A lesser-known group of young people who grew up in the United States with immigration status—typically the children of noncitizens who entered the U.S. on temporary work visas—is increasingly at risk of deportation.
They are known as Documented Dreamers, and when these young adults turn 21, they “age out” of their previous lawful status, which was tied to their parents’ visas. They are then required to seek and obtain immigration status on their own or to depart the country. If they fail to depart, they run the risk of being subjected to immigration enforcement and potential deportation.
If a parent can adjust to Lawful Permanent Resident (LPR) status, also known as a green card, before their children turn 21, the children are eligible to obtain permanent residency through the same process. But many temporary workers are not eligible to adjust their status. And others are trapped in years-long green card backlogs, like many immigrant workers from India and China who must wait for years to adjust status due to per-country caps. One study found that some Indian nationals would have to wait up to 89 years to receive a green card.
In April 2020, there were an estimated 253,293 children waiting to obtain a green card through their parents’ employment-based immigrant visa petitions. It is estimated that over 100,000 of them will age out before their families can adjust.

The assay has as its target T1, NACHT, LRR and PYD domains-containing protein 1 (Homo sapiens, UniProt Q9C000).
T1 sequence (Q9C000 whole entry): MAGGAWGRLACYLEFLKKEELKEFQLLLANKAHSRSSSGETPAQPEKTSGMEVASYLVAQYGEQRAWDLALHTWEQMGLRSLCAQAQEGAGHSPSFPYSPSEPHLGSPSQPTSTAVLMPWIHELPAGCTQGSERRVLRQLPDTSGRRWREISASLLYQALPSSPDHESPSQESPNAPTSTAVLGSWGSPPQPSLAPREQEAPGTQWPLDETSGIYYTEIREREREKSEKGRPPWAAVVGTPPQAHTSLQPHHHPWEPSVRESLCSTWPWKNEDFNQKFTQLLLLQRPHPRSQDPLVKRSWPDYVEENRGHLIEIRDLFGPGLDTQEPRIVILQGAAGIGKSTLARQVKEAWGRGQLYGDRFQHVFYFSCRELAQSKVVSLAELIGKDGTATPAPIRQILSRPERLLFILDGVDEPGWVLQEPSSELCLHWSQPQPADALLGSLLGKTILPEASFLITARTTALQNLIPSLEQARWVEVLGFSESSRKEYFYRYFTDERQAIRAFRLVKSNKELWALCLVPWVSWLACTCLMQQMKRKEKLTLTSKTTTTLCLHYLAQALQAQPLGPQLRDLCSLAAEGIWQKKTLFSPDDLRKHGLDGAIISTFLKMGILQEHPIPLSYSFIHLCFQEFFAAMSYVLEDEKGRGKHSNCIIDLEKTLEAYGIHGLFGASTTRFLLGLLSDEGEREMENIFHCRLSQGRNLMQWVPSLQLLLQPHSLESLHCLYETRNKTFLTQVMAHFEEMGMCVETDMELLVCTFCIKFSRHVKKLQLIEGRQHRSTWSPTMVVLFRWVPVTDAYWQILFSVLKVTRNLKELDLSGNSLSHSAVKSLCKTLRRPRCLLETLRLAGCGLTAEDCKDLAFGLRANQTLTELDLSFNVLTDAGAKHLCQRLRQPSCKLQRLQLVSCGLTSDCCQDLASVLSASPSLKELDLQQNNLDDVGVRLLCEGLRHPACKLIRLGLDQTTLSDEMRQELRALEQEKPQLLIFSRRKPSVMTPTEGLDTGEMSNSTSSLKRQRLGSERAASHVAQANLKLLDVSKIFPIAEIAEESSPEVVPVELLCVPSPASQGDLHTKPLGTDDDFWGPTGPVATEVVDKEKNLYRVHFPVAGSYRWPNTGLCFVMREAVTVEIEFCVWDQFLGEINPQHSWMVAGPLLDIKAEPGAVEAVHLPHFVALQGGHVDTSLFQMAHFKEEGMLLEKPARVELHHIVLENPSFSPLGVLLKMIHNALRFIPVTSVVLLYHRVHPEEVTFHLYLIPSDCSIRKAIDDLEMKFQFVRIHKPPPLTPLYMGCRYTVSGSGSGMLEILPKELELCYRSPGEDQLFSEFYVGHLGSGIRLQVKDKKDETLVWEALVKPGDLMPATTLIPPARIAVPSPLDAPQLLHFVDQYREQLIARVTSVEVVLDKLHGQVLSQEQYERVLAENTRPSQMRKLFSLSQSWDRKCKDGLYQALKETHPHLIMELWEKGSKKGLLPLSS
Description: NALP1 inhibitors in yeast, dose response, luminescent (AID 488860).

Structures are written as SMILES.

Many undocumented Dreamers have been eligible for Deferred Action for Childhood Arrivals (DACA) status. But one of DACA’s requirements is that the individual must have “had no lawful status on June 15, 2012,” leaving most Documented Dreamers ineligible.
Documented Dreamers have recently garnered more public attention. Documented Dreamer Pareen Mhatre testified at a Congressional hearing on barriers to legal immigration in April 2021. Proposed legislation that would provide relief to some Documented Dreamers remains pending.
The Dream Act might provide a path to citizenship for certain Documented Dreamers, depending on which version of the bill passes Congress. The American Dream and Promise Act of 2021 (H.R. 6), which is currently pending in the U.S. House of Representatives, would provide a path to citizenship for most Documented Dreamers currently in the United States, and some who have already had to leave the country.
The America’s CHILDREN Act of 2021 (H.R. 4331) is the first proposed legislation focused on Documented Dreamers to have broad bipartisan support in both chambers. It would also provide a path to citizenship for certain Documented Dreamers and has several advantages over H.R. 6.
First, the bill includes the children of parents who entered the country with several additional types of temporary work visas. H.R. 4331 would also create a permanent path to citizenship for current and future Documented Dreamers, instead of a one-time protection for a certain group of them. The bill would also prevent Documented Dreamers from aging out as long as an immigrant visa petition or labor certification application is filed on their parent’s behalf before the child turns 21. Finally, H.R. 4331 would not exclude people based on criminal history, except on grounds of national security. The bill would require Documented Dreamers to have graduated from an institution of higher education.
For many Documented Dreamers, the United States in the only country they know. Like other immigrant youth, many do not speak the language or fully understand the culture of their countries of birth. Years-long green card backlogs are forcing them into the impossible choice of separating from their families and communities or risking deportation. Congress and the executive can and should work to correct this injustice.
FILED UNDER: green card